UPDATED: COVID-19 deaths climb to 16 at Lower Mainland long-term care home

A COVID-19 outbreak in the dementia unit at Langley Lodge continues to claim lives

The number of COVID deaths at Langley Lodge seniors care home climbed to 14 yesterday, and two more reported overnight.

According to an update from the centre’s chief executive officer, the number of dead has risen to 16.

READ MORE: Resident’s daughter raises transparency concern as deaths at Langley Lodge rise to 11

This is the second largest outbreak in a long-term care facility in B.C. The other occurred in North Vancouver’s Lynn Valley Care Centre and started in March. That outbreak end with 76 people, including 52 elderly residents and 26 staff at the care home being diagnosed with COVID. Twenty of the residents died.

In the latest report from Langley Lodge issued late this morning, there were now 21 active cases among residents, eight among staff, and zero new cases, with still six recovered.

“There have been more deaths since yesterday (May 20); sadly, three of our residents who were positive for COVID-19,” the Lodge’s CEO Debra Hauptman posted online yesterday.

“Our staff are saddened by the loss of these residents and we extend our sincere condolences to the families. We acknowledge the challenging time we are in and the impact of this loss on the families of our residents,” she added.

The Lodge received news Wednesday that a healthcare worker from FHA, who came to assist with the outbreak, tested positive for COVID-19. The healthcare worker worked on a unit where they have not had any cases to date.

And while the worker wore wearing personal protective equipment and had minimal contact with residents, the Lodge has had to upgrade outbreak measures, including confining residents to their rooms.

All residents and families have been informed of “the unfortunate development” by the CEO and medical director Dr. Mitchell Fagan.

“We will be monitoring the residents closely and we hope to get through this latest development without any further cases,” Hauptman said in her online update.

The virus was introduced into their dementia unit by an infected worker on April 27.

“There are 26 frail elderly residents in this unit who also have advanced dementia. Due to their cognitive impairment these residents are not able to understand social distancing to prevent the spread of infection. Normally, residents with advanced dementia are very mobile, actively touching surfaces in their unit,” she said.

“This situation presented a unique set of challenges for infection control, combined with a highly contagious strain of this virus introduced into a high-risk population,” Hauptman said.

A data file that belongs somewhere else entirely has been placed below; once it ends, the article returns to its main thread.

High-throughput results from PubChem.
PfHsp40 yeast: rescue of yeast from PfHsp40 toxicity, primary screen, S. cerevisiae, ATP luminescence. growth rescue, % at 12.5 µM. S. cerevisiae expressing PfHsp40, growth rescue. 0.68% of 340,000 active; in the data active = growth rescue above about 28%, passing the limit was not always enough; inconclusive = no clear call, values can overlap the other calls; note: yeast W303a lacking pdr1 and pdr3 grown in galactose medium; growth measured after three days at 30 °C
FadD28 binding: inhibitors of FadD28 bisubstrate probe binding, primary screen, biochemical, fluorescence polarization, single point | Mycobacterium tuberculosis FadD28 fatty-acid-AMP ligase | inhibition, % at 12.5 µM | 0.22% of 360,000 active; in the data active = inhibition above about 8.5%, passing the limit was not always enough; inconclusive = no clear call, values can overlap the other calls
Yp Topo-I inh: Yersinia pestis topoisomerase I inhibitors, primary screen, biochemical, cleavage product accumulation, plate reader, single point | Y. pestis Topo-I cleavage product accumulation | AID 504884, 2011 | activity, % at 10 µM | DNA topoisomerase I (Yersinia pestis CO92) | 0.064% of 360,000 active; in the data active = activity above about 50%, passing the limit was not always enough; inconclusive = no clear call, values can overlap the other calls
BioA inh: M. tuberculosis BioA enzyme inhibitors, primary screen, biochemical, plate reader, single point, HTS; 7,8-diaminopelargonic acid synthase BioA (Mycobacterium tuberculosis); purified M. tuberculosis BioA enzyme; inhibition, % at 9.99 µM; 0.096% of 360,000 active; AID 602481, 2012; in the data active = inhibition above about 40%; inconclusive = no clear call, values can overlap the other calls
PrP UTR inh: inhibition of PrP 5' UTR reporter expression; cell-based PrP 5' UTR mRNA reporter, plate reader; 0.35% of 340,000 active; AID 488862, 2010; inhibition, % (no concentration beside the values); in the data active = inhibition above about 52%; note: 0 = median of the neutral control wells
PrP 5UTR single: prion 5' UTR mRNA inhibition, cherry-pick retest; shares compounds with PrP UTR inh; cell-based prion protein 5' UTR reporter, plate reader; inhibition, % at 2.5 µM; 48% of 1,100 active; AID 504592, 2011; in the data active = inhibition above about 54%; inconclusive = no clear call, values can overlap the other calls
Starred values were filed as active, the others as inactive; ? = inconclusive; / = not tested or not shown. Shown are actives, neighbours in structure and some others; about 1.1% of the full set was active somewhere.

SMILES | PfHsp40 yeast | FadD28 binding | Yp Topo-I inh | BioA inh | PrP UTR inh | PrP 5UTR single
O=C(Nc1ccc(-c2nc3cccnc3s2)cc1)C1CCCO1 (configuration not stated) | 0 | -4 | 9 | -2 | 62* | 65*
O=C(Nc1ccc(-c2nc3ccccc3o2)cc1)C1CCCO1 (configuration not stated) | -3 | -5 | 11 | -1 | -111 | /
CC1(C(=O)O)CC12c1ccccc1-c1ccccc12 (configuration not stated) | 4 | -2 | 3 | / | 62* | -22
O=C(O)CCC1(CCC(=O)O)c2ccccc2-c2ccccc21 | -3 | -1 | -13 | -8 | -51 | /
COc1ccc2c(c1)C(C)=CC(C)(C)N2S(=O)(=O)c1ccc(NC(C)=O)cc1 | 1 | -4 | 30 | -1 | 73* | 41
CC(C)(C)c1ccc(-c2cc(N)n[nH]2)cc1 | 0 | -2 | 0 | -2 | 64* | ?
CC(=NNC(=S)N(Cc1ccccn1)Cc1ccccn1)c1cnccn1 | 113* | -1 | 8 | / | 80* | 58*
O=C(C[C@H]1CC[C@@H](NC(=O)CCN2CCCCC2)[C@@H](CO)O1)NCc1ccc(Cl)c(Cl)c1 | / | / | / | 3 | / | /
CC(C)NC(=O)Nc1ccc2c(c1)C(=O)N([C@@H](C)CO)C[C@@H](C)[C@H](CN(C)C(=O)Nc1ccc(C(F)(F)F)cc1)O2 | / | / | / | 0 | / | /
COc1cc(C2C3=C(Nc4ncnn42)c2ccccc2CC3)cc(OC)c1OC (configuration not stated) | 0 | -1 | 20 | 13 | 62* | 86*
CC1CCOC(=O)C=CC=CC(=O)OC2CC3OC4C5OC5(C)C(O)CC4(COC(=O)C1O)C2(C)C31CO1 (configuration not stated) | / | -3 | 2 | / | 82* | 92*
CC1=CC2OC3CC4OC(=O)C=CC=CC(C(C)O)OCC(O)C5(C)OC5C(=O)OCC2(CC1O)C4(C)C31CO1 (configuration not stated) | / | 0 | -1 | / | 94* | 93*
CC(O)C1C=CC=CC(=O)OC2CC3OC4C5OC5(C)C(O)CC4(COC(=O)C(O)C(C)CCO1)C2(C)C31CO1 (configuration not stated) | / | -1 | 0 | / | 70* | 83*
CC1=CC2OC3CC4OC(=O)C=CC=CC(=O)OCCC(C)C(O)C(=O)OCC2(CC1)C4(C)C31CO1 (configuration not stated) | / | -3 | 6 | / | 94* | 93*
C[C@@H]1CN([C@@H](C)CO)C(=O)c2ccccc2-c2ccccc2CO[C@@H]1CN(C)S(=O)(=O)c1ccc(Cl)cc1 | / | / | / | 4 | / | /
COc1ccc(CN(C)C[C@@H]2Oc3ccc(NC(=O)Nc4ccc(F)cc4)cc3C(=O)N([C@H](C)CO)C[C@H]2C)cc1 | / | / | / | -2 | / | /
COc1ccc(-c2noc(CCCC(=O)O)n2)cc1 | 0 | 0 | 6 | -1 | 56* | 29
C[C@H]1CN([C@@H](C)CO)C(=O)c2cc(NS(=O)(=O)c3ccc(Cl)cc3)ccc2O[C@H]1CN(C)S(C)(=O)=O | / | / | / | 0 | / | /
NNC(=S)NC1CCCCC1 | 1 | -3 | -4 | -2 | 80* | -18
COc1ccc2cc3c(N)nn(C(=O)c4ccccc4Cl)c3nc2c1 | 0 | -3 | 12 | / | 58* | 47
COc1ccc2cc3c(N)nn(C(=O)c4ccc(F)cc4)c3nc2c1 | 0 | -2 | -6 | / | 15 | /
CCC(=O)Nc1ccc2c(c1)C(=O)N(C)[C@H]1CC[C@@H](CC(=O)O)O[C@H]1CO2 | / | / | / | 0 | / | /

She’s often being asked if there is anything that they need.

“All of us in Langley Lodge are very appreciative of the kind messages that families have been sending to us. Our staff are working tremendously hard under difficult circumstances to care for loved ones. Please continue to support our staff with your messages of encouragement and compassion. And to quote Dr. Bonnie Henry, ‘be kind, be calm, and be safe’,” Hauptman concluded.

_________________________________

Is there more to this story?

Email: news@langleyadvancetimes.com

Like us on Facebook or follow us on Twitter

_________________________________

CoronavirusHealthLangleySeniors

Get local stories you won't find anywhere else right to your inbox.
Sign up here

Just Posted

A second wave of COVID-19 is probable, if history tells us anything

B.C.’s top doctor says that what health officials have learned this round will guide response in future

Golden police seek Good Samaritan after house fire

An unidentified individual may have saved lives in the early-morning fire.

Revelstoke lawyer uses her good fortune to help others

For Melissa Klages, lawyer and owner of Arrow Law Corporation, being a… Continue reading

Revelstoke maternity team keeps mom grounded during COVID-19

Melyssa Hudson gave birth to her second child April 29

Glimpses of Revelstoke’s past for May 21

Items from Revelstoke newspapers, as gleaned and edited by Cathy English, curator… Continue reading

Trudeau to seek 10 days of paid sick leave for all Canadians, says talks are ongoing

Paid sick leave is key to keeping COVID-19 spread under control, prime minister says

COVID-19: B.C. park reservations surge as campgrounds reopen

Keep trying, many sites not reservable, George Heyman says

Okanagan film society screening for scholarships

North Okanagan students pursuing creative arts can apply for $2,000 bursaries

B.C. residents can now reserve a provincial campsite for a stay starting June 1

Campsite reservations will only be available to British Columbians

Cullen commission into money laundering in British Columbia resumes today

Inquiry was called amid growing concern that illegal cash was helping fuel real estate, luxury car and gambling

Bike shops busier than ever, but owners worry about stock supply issues

Uptick in cyclists brings new challenges for shops

RCMP facing ‘systemic sustainability challenges’ due to provincial policing role

Provinces, territories and municipalities pay anywhere from 70 to 90 per cent of the cost of the RCMP’s services

One man dead after standoff with Chilliwack RCMP

The Independent Investigations Office of B.C. is investigating the RCMP’s role in the death

B.C. employers worry about safety, cash flow, second wave in COVID-19 restart

A survey found 75 per cent of businesses worry about attracting customers

Most Read